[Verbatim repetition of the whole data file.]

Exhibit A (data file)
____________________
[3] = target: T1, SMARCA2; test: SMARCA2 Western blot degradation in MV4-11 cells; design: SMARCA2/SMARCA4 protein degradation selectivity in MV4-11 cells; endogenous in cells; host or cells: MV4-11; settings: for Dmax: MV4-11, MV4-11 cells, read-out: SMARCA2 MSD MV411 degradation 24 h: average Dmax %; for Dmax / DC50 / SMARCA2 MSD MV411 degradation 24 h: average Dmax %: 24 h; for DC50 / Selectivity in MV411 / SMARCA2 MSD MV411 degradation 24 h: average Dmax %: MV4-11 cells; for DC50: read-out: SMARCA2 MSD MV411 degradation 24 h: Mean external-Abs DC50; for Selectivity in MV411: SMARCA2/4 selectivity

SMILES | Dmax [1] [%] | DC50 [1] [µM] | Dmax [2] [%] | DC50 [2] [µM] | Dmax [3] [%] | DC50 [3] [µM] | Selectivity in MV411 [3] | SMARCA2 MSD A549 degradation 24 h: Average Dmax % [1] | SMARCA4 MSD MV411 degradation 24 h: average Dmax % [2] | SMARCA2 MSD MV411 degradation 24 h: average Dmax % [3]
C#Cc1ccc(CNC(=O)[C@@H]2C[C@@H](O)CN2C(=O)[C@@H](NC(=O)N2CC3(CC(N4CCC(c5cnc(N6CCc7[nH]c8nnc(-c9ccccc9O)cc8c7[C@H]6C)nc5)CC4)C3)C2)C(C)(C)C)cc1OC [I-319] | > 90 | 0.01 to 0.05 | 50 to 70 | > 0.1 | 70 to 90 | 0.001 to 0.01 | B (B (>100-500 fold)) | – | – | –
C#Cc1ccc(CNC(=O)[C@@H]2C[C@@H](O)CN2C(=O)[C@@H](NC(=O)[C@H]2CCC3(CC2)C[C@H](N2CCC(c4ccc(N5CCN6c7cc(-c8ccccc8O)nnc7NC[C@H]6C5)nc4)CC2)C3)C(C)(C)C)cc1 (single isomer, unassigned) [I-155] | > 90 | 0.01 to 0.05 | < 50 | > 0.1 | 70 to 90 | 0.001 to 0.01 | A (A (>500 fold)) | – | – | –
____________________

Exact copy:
[3] = target: T1, SMARCA2; test: SMARCA2 Western blot degradation in MV4-11 cells; design: SMARCA2/SMARCA4 protein degradation selectivity in MV4-11 cells; endogenous in cells; host or cells: MV4-11; settings: for Dmax: MV4-11, MV4-11 cells, read-out: SMARCA2 MSD MV411 degradation 24 h: average Dmax %; for Dmax / DC50 / SMARCA2 MSD MV411 degradation 24 h: average Dmax %: 24 h; for DC50 / Selectivity in MV411 / SMARCA2 MSD MV411 degradation 24 h: average Dmax %: MV4-11 cells; for DC50: read-out: SMARCA2 MSD MV411 degradation 24 h: Mean external-Abs DC50; for Selectivity in MV411: SMARCA2/4 selectivity

SMILES | Dmax [1] [%] | DC50 [1] [µM] | Dmax [2] [%] | DC50 [2] [µM] | Dmax [3] [%] | DC50 [3] [µM] | Selectivity in MV411 [3] | SMARCA2 MSD A549 degradation 24 h: Average Dmax % [1] | SMARCA4 MSD MV411 degradation 24 h: average Dmax % [2] | SMARCA2 MSD MV411 degradation 24 h: average Dmax % [3]
C#Cc1ccc(CNC(=O)[C@@H]2C[C@@H](O)CN2C(=O)[C@@H](NC(=O)N2CC3(CC(N4CCC(c5cnc(N6CCc7[nH]c8nnc(-c9ccccc9O)cc8c7[C@H]6C)nc5)CC4)C3)C2)C(C)(C)C)cc1OC [I-319] | > 90 | 0.01 to 0.05 | 50 to 70 | > 0.1 | 70 to 90 | 0.001 to 0.01 | B (B (>100-500 fold)) | – | – | –
C#Cc1ccc(CNC(=O)[C@@H]2C[C@@H](O)CN2C(=O)[C@@H](NC(=O)[C@H]2CCC3(CC2)C[C@H](N2CCC(c4ccc(N5CCN6c7cc(-c8ccccc8O)nnc7NC[C@H]6C5)nc4)CC2)C3)C(C)(C)C)cc1 (single isomer, unassigned) [I-155] | > 90 | 0.01 to 0.05 | < 50 | > 0.1 | 70 to 90 | 0.001 to 0.01 | A (A (>500 fold)) | – | – | –